Last night I crossed over from France to Switzerland. I was in France for around 1200km (740 miles), which is about a third of the length of Euro Velo 6. It took me about three and a half weeks to do it, but I sped up as time went on. I now average about 90km a day. At that pace, it will take another 25 days of biking to finish, and it will take even less if my mileage improves.
Entering a new country on bicycle is really different than doing it in a car, train, or plane. The anticipation builds for days as the countries’ different architectures begin to mix, and as you notice distances to foreign cities marked out on signposts. As you get really close, you start to hear different languages and see joggers and bicyclists from the other country. By the time you hit the border, you’ve had so much time to think about it that it really feels like a momentous event, like a real accomplishment. The point where I crossed into Switzerland was the “Bridge of Three Countries” – one side was in France, and the other was at the border of Germany and Switzerland. It sure would have been an interesting place to be in WWII…
I loved visiting France, and I’m so glad to have been able to spend so much time there. I will miss their vastly superior yogurt (allegedly, it is so superior because it is unpasteurized, which is of course ironic because Pasteur was French…). But even more than yogurt, I will miss the cheese.
The cheese in France redefined my idea of what cheese is. Every single one was unique–different tastes, smells, colors, and consistencies. Most of the had some type of ‘skin’ on them; some were massaged with champagne each day to add flavor; others had ash on the inside, or the outside, or had a unique mold or fungus in them. Often, they came in funny shapes resulting from the manufacturing process, or in some sort of imaginative packaging. I didn’t even have to think about what I would do for lunch most days: cheese and baguette, and maybe some jam to go with it. The only question was which of the beautiful picnic spots to stop at.
Of course, the trail in France was gorgeous. Last post, I talked about the many chateaus. However, the views along the canals and rivers were just as enjoyable.
The bike path in France has been awesome–it’s safe, reasonably-well marked, and ridiculously flat. Businesses seem thrilled to have the bike path nearby, and nearly all of them display ‘accueil velo’ (cyclists welcome) signs. It seemed to me that, with the exception of the towns that are near the really first-class cheateaus, a lot of central France is a bit down on its luck, and the tourist facilities are underutilised. So, the towns seem to be investing heavily in these bike paths as a way to attract tourists. The hotels and restaurants were very accommodating of our bicycles, and the campsites in particular seemed to genuinely enjoy hosting cycle tourists. They often even gave me their business cards so I could advertise to cyclists coming in the other direction.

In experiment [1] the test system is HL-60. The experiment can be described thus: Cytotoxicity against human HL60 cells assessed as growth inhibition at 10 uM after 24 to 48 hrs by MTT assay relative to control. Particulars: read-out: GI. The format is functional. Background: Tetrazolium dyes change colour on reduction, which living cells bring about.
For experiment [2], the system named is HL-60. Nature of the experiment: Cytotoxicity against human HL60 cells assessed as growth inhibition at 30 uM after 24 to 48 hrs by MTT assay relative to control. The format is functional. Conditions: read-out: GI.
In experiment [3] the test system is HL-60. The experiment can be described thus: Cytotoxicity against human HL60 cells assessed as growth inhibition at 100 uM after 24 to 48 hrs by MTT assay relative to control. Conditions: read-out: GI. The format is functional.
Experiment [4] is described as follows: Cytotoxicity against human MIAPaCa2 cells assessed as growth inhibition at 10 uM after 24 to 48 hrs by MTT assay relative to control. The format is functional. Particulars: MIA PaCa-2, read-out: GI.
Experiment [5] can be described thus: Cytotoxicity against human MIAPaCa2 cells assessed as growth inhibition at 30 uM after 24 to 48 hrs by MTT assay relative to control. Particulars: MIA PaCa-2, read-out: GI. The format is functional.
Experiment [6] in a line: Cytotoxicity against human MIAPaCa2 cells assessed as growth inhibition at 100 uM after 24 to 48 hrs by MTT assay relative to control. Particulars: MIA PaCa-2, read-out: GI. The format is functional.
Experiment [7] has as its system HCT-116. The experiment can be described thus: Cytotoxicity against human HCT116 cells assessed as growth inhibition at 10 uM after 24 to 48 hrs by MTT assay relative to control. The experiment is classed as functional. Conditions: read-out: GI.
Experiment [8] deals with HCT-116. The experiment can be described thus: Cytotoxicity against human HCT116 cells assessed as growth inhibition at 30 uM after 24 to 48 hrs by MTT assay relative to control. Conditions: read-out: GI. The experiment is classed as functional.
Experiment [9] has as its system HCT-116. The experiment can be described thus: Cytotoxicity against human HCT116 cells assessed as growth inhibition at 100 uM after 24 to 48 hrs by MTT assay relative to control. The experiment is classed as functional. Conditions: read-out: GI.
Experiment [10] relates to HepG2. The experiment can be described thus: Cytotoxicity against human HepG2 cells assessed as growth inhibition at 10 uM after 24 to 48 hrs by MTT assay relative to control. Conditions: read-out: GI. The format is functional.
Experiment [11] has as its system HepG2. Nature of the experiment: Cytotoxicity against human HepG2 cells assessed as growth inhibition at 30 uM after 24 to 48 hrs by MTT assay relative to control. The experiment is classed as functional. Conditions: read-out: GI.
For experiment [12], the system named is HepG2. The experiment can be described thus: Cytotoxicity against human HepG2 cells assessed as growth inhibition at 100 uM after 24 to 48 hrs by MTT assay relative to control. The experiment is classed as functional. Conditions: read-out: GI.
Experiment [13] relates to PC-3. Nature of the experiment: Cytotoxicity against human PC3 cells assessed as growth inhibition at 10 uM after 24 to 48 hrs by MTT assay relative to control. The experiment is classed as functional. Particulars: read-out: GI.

When the path didn’t follow a canal or river, or when it was traveling between waterways, it usually meandered through farmland and vineyards. These were some of my favorite stretches, since they could be so isolated and calm. I enjoyed seeing the diversity of the crops being grown, and it was nice to see the livestock being treated reasonably well.
The biggest change in the last week or two has been that I’ve started to meet a lot of new people. I think part of it is traveling alone, which encourages people to approach me and also makes me more likely to approach them. Also, as I leave the most popular parts of the path in France, I’m encountering more of the hardy, long-distance types of cyclists, as opposed to the families out on holiday. Finally, people seem to speak more English as we approach Germany and Switzerland, so I’m able to connect much more easily.
As much as I’ve loved France, I’m entirely ready to be on to the next country, if for no other reason than to be able to communicate with people. I was disappointed by how few people spoke English in France. Of course, the young or college-educated people might be able to, but they’ve probably already moved to the city. It was an isolating experience to travel here alone. At least in developing countries, people have the time and interest to try to work out what you’re saying with some combination of finger-pointing and charades. In France, a lot of people seemed genuinely annoyed at my pathetic, broken French, and weren’t willing to try any broken English of their own, so it made me less likely to talk to people. In speaking with other travelers from the Netherlands, Germany, Romania, the UK, and Switzerland, I learned that I wasn’t alone in feeling this frustration.
So, I’m really excited to be in Germany and Switzerland, where from what I’ve seen everybody speaks flawless English, as well as four or five other languages. (Not only that–they can actually tell from my accent that I’m American, and not English!) Next up is Lake Constance, but I’m going to try and keep up a good pace, because I’m hoping to spend a lot of time in Budapest and in Eastern Europe.